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The following suggestions are grouped together because of their cross-platform, cross database engine validity.
Deploying the Fastest Possible Disk Drives
Although the cost per gigabyte for disk drives continues to plunge, there are still price premiums for faster drives in any storage capacity compared to their more lethargic cousins. As you plan out your hardware purchase or upgrade, carefully consider making the investment in drives with lower seek times than average. Although you pay more initially, the return on investment is quite dramatic; a slower disk drive continually hurts performance.
Configuring Memory Caches Correctly
It seems self-evident, but the best way to reduce the cost of disk access is to simply reduce or eliminate as much disk access as possible. MySQL's specialized memory caches do an excellent job of letting the database server spend more time working within memory-based structures rather than having to continually interact with the disk drive.
Any MySQL administrator who is serious about improving disk performance (or any other type of performance, for that matter) should take the time to learn more about MySQL's memory caches, including their configuration, monitoring, and management. These topics are all covered in detail in Chapters 10, 11, and 12 ("General Server Performance and Parameters Tuning," "MyISAM Performance Enhancement," and "InnoDB Performance Enhancement," respectively).
Implementing a RAID Strategy
A redundant array of independent (or inexpensive, depending on your budget) disks (RAID) lets administrators spread the processing load among multiple disk drives, while also helping to reduce the risk of catastrophic data loss should something happen to a particular disk drive.
It's best to think of RAID as a collection of different disk usage strategies, rather than a single, monolithic technology. Multiple classes, or levels, of RAID usage are available.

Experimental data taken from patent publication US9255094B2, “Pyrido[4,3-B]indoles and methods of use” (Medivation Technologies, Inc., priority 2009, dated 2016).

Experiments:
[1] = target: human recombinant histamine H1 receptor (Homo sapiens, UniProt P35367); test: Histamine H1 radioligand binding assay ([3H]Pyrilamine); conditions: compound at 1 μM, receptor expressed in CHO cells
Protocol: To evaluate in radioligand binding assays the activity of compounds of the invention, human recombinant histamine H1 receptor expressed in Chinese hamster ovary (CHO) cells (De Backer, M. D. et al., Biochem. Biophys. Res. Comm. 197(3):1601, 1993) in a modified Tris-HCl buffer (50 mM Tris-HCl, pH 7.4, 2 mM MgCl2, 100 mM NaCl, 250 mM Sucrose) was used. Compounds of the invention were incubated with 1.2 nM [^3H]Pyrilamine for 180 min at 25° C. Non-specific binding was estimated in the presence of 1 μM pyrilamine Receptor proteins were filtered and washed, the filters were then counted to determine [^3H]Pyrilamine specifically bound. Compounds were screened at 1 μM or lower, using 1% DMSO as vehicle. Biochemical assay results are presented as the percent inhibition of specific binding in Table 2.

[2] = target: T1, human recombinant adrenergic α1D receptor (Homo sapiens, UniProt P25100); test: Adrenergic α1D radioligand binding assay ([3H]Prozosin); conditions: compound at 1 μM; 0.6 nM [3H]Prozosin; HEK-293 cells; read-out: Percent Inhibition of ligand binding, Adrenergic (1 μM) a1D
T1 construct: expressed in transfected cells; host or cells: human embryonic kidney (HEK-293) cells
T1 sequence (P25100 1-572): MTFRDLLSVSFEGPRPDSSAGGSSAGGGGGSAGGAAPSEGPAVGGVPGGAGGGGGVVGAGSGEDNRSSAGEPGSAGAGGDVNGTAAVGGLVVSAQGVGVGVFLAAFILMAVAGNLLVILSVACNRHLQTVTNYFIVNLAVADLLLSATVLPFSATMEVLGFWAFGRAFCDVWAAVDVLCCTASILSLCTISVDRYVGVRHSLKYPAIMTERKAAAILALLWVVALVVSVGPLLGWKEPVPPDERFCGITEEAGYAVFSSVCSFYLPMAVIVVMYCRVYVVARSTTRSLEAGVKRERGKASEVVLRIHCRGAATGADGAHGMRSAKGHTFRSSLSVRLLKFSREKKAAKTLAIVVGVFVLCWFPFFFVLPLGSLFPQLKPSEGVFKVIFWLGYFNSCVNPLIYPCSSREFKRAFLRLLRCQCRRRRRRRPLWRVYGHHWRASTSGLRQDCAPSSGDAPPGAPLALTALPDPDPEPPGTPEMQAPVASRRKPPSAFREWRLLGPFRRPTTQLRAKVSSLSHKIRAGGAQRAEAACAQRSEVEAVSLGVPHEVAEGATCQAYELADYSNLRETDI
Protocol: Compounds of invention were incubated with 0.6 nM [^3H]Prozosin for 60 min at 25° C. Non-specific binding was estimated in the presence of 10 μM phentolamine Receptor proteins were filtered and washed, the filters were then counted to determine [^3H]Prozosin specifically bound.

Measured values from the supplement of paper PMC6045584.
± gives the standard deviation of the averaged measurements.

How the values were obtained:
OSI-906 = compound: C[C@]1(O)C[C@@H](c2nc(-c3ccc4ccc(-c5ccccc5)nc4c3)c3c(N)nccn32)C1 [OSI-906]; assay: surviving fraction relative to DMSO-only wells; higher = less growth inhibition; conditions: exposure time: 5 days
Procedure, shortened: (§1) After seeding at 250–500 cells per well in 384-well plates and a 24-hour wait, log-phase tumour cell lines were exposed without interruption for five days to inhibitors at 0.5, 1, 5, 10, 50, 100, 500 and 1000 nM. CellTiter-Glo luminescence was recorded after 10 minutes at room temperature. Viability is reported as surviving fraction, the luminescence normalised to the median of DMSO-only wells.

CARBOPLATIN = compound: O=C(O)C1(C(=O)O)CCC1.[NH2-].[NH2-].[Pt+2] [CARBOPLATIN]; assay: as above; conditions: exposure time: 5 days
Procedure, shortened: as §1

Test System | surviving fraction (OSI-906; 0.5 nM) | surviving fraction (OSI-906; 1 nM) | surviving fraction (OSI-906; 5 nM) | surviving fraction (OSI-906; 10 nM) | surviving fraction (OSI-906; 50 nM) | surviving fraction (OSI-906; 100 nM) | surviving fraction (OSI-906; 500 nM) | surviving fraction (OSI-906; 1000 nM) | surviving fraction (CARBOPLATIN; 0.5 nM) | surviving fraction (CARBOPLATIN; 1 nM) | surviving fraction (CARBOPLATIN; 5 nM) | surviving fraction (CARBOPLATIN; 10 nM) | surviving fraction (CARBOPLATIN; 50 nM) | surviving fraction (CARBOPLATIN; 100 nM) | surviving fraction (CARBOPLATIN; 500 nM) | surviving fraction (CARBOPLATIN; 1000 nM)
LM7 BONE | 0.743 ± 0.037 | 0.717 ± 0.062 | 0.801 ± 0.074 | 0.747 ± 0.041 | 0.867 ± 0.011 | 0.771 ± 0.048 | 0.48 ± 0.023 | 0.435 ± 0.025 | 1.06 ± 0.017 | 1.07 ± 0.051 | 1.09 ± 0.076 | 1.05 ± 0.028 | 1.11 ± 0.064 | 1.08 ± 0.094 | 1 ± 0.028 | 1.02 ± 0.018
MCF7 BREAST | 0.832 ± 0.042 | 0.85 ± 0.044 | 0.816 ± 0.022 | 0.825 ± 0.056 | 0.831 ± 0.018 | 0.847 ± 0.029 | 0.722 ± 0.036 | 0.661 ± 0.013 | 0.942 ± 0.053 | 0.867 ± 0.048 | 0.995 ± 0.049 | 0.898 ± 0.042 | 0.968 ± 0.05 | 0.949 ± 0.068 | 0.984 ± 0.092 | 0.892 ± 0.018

It stands to reason that because disk access is usually the most expensive and time- consuming portion of a database-driven application, anything you can do to reduce or optimize these operations translates into dramatic benefits. By spreading the load among multiple drives, RAID technology helps to diminish the inevitable blockages caused by disk operations.
RAID is actually the tip of the iceberg when it comes to modern, sophisticated fault tolerance and disk performance enhancement technologies. Numerous additional options are at your disposal, including the following:
These technologies typically coexist with RAID, although they might not be aware of each other. Rather than embarking on an extensive storage review, this chapter stays focused on RAID.
As an administrator, you have a number of decisions to make when implementing a RAID strategy. The following sections look at the various RAID levels, as well as situations in which they are most appropriate. A little later, this chapter covers methods of spreading the load among multiple disk drives without employing a RAID strategy.
Also known as disk striping, this RAID level simply divides data among two or more disk drives that appear as a single unit to the application. The primary benefit of RAID level 0 is the load balancing brought about by spreading the work among multiple drives. However, serious data loss is likely if even one of the level 0 disk drives is damaged.